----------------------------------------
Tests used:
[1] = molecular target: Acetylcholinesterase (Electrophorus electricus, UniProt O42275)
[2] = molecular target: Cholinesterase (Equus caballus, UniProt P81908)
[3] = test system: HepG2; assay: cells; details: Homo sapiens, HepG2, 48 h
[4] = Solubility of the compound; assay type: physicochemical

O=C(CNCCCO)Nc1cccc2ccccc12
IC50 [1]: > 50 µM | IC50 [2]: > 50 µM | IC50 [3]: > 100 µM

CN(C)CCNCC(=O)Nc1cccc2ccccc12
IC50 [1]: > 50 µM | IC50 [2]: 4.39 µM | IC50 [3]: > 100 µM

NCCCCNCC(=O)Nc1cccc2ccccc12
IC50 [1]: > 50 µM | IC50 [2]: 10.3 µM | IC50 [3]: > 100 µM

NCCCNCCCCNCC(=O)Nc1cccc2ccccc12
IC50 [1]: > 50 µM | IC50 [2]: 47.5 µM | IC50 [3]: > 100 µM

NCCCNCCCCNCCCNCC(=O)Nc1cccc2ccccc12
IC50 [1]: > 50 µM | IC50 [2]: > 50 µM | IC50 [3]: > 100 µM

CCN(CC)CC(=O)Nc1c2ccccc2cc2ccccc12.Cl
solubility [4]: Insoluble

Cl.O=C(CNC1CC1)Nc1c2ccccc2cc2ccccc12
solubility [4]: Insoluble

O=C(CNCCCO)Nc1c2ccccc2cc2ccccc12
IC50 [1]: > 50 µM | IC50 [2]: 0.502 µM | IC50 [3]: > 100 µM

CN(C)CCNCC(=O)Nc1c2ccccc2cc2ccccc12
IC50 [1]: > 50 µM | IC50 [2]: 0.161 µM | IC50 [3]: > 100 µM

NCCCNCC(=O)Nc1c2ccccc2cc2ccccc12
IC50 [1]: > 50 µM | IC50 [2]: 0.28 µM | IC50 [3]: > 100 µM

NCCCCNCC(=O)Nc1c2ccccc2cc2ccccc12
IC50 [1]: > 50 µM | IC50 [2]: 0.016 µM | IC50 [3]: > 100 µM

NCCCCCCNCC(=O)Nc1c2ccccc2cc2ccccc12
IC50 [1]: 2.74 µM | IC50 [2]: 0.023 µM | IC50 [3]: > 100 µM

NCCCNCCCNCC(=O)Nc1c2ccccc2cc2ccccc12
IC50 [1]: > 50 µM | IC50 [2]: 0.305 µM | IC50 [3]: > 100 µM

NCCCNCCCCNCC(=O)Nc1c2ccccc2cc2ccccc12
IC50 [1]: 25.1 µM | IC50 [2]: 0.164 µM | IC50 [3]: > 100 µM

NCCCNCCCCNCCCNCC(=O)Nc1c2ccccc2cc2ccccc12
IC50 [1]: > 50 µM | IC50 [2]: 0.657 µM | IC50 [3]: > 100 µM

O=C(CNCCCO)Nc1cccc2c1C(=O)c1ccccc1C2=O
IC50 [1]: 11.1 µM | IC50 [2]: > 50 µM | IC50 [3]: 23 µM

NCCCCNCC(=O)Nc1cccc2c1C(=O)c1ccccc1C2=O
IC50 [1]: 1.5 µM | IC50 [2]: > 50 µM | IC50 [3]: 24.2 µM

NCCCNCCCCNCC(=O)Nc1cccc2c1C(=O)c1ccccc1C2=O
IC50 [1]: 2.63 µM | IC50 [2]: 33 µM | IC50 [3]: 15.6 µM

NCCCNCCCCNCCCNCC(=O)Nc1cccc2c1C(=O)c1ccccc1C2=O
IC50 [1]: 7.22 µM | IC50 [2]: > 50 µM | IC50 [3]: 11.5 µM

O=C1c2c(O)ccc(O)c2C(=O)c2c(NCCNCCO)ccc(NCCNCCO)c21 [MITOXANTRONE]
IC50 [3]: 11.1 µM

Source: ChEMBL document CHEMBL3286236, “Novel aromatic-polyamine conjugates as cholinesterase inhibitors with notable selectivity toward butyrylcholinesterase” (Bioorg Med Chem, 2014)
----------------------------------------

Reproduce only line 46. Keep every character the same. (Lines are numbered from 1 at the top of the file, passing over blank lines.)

Source: ChEMBL document CHEMBL3286236, “Novel aromatic-polyamine conjugates as cholinesterase inhibitors with notable selectivity toward butyrylcholinesterase” (Bioorg Med Chem, 2014)